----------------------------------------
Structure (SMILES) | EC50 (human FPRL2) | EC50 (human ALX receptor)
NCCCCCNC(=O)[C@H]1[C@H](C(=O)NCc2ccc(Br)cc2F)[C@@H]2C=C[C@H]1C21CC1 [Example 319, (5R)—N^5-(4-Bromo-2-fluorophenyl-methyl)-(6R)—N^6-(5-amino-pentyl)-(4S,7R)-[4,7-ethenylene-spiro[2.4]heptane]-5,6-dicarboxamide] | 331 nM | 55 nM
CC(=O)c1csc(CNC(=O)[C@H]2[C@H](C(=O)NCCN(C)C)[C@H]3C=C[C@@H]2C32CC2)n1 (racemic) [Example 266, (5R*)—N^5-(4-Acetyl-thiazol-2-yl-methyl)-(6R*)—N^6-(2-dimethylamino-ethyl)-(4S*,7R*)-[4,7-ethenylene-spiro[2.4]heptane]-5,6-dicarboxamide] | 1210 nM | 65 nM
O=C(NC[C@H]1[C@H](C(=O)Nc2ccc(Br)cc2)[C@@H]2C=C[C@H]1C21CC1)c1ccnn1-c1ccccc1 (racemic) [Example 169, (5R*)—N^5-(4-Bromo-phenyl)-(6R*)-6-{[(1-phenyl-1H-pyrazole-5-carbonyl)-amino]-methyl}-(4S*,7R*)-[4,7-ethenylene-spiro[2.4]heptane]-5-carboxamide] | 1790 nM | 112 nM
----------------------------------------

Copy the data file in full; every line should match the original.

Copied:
Structure (SMILES) | EC50 (human FPRL2) | EC50 (human ALX receptor)
NCCCCCNC(=O)[C@H]1[C@H](C(=O)NCc2ccc(Br)cc2F)[C@@H]2C=C[C@H]1C21CC1 [Example 319, (5R)—N^5-(4-Bromo-2-fluorophenyl-methyl)-(6R)—N^6-(5-amino-pentyl)-(4S,7R)-[4,7-ethenylene-spiro[2.4]heptane]-5,6-dicarboxamide] | 331 nM | 55 nM
CC(=O)c1csc(CNC(=O)[C@H]2[C@H](C(=O)NCCN(C)C)[C@H]3C=C[C@@H]2C32CC2)n1 (racemic) [Example 266, (5R*)—N^5-(4-Acetyl-thiazol-2-yl-methyl)-(6R*)—N^6-(2-dimethylamino-ethyl)-(4S*,7R*)-[4,7-ethenylene-spiro[2.4]heptane]-5,6-dicarboxamide] | 1210 nM | 65 nM
O=C(NC[C@H]1[C@H](C(=O)Nc2ccc(Br)cc2)[C@@H]2C=C[C@H]1C21CC1)c1ccnn1-c1ccccc1 (racemic) [Example 169, (5R*)—N^5-(4-Bromo-phenyl)-(6R*)-6-{[(1-phenyl-1H-pyrazole-5-carbonyl)-amino]-methyl}-(4S*,7R*)-[4,7-ethenylene-spiro[2.4]heptane]-5-carboxamide] | 1790 nM | 112 nM